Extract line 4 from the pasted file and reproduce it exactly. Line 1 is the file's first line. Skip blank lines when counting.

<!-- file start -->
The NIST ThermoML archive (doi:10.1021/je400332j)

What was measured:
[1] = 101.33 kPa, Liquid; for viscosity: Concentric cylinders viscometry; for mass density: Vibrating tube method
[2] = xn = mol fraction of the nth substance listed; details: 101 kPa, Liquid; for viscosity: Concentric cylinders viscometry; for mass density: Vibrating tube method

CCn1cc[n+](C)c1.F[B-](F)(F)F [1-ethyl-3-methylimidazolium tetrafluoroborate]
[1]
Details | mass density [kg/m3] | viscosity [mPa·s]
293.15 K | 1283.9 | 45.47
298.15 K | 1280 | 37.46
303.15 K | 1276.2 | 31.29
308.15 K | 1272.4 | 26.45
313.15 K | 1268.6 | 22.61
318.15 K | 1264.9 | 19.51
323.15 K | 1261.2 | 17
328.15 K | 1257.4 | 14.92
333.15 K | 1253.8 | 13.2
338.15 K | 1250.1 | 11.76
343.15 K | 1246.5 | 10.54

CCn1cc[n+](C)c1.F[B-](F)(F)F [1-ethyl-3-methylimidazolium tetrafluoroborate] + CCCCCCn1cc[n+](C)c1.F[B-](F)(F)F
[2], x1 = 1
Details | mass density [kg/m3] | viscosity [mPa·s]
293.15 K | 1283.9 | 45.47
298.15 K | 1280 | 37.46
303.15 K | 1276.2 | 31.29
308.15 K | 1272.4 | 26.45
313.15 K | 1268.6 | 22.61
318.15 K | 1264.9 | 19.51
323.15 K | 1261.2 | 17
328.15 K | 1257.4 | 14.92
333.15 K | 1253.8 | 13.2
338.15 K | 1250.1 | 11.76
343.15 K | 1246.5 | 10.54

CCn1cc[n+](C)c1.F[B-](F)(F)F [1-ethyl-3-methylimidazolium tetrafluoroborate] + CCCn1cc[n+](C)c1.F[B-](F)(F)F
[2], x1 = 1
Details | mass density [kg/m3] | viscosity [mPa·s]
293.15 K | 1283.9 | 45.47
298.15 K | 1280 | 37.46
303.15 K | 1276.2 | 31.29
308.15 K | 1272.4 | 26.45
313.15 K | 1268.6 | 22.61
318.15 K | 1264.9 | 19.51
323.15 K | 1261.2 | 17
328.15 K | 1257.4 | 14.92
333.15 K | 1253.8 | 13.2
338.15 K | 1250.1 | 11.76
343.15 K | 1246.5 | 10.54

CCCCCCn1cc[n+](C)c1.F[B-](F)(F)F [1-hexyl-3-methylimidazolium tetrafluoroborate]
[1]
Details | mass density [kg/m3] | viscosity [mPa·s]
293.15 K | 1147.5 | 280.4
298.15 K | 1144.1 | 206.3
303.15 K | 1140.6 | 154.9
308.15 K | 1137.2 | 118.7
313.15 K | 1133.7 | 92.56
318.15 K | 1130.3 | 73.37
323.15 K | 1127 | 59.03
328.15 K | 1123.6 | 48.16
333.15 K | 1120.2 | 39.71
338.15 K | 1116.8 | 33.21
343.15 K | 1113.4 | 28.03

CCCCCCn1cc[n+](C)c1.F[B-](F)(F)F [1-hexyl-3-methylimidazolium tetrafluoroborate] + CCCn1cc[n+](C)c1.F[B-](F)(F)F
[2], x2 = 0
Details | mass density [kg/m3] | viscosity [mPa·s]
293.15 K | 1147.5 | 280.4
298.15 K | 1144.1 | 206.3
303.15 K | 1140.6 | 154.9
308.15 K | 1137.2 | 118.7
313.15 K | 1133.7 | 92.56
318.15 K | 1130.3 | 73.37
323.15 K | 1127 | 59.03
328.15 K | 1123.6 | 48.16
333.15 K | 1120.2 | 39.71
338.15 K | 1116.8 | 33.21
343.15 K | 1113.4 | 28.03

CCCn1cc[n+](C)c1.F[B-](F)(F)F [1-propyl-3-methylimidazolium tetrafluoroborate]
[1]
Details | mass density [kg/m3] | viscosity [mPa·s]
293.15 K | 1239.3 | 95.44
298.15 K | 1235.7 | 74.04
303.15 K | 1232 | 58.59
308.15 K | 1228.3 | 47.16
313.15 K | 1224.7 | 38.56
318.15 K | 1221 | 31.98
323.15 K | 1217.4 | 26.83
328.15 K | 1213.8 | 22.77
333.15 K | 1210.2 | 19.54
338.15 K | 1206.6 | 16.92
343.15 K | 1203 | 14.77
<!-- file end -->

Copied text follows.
[2] = xn = mol fraction of the nth substance listed; details: 101 kPa, Liquid; for viscosity: Concentric cylinders viscometry; for mass density: Vibrating tube method